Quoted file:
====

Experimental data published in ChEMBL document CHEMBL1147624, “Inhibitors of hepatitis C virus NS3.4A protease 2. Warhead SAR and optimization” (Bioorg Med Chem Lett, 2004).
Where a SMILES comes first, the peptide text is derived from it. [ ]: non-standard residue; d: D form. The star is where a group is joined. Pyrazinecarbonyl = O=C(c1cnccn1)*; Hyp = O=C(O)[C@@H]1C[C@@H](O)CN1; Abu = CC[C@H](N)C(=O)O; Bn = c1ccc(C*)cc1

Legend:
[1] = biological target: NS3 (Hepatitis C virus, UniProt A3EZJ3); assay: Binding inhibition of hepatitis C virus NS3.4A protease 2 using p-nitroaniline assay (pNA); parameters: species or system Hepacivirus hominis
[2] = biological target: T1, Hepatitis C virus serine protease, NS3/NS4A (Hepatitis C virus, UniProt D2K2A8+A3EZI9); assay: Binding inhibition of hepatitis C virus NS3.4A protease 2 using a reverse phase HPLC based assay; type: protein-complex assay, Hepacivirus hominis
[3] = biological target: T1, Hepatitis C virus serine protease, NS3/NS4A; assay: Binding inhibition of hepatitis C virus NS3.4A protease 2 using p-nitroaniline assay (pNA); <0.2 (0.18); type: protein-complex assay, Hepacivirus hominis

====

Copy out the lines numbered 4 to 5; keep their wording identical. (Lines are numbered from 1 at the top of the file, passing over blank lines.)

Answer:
[1] = biological target: NS3 (Hepatitis C virus, UniProt A3EZJ3); assay: Binding inhibition of hepatitis C virus NS3.4A protease 2 using p-nitroaniline assay (pNA); parameters: species or system Hepacivirus hominis
[2] = biological target: T1, Hepatitis C virus serine protease, NS3/NS4A (Hepatitis C virus, UniProt D2K2A8+A3EZI9); assay: Binding inhibition of hepatitis C virus NS3.4A protease 2 using a reverse phase HPLC based assay; type: protein-complex assay, Hepacivirus hominis